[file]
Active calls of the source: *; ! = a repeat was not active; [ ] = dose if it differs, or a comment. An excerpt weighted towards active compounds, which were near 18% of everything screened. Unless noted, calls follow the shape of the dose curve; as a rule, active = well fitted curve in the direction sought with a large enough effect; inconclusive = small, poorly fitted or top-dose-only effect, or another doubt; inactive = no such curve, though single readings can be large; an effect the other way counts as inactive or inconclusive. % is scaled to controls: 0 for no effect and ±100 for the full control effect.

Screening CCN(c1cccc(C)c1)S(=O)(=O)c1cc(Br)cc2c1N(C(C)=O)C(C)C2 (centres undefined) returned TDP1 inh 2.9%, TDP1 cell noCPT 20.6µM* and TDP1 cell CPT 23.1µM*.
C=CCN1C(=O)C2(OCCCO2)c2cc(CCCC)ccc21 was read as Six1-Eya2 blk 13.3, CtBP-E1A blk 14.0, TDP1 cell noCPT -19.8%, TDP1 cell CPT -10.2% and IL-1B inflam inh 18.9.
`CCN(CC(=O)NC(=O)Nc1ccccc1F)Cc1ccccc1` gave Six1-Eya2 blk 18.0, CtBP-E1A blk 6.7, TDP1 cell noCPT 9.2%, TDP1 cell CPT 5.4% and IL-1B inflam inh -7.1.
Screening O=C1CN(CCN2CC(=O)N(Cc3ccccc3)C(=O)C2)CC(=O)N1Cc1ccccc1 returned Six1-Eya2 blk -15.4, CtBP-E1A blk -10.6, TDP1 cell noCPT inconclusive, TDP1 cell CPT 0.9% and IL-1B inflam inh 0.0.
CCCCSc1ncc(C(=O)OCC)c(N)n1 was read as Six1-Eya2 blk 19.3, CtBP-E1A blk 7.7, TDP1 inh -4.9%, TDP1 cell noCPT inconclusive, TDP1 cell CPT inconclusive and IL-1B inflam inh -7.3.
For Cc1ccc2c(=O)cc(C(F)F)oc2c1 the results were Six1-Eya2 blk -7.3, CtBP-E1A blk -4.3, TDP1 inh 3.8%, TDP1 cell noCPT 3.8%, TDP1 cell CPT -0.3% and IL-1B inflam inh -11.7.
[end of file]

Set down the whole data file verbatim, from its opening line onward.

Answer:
Active calls of the source: *; ! = a repeat was not active; [ ] = dose if it differs, or a comment. An excerpt weighted towards active compounds, which were near 18% of everything screened. Unless noted, calls follow the shape of the dose curve; as a rule, active = well fitted curve in the direction sought with a large enough effect; inconclusive = small, poorly fitted or top-dose-only effect, or another doubt; inactive = no such curve, though single readings can be large; an effect the other way counts as inactive or inconclusive. % is scaled to controls: 0 for no effect and ±100 for the full control effect.

Screening CCN(c1cccc(C)c1)S(=O)(=O)c1cc(Br)cc2c1N(C(C)=O)C(C)C2 (centres undefined) returned TDP1 inh 2.9%, TDP1 cell noCPT 20.6µM* and TDP1 cell CPT 23.1µM*.
C=CCN1C(=O)C2(OCCCO2)c2cc(CCCC)ccc21 was read as Six1-Eya2 blk 13.3, CtBP-E1A blk 14.0, TDP1 cell noCPT -19.8%, TDP1 cell CPT -10.2% and IL-1B inflam inh 18.9.
`CCN(CC(=O)NC(=O)Nc1ccccc1F)Cc1ccccc1` gave Six1-Eya2 blk 18.0, CtBP-E1A blk 6.7, TDP1 cell noCPT 9.2%, TDP1 cell CPT 5.4% and IL-1B inflam inh -7.1.
Screening O=C1CN(CCN2CC(=O)N(Cc3ccccc3)C(=O)C2)CC(=O)N1Cc1ccccc1 returned Six1-Eya2 blk -15.4, CtBP-E1A blk -10.6, TDP1 cell noCPT inconclusive, TDP1 cell CPT 0.9% and IL-1B inflam inh 0.0.
CCCCSc1ncc(C(=O)OCC)c(N)n1 was read as Six1-Eya2 blk 19.3, CtBP-E1A blk 7.7, TDP1 inh -4.9%, TDP1 cell noCPT inconclusive, TDP1 cell CPT inconclusive and IL-1B inflam inh -7.3.
For Cc1ccc2c(=O)cc(C(F)F)oc2c1 the results were Six1-Eya2 blk -7.3, CtBP-E1A blk -4.3, TDP1 inh 3.8%, TDP1 cell noCPT 3.8%, TDP1 cell CPT -0.3% and IL-1B inflam inh -11.7.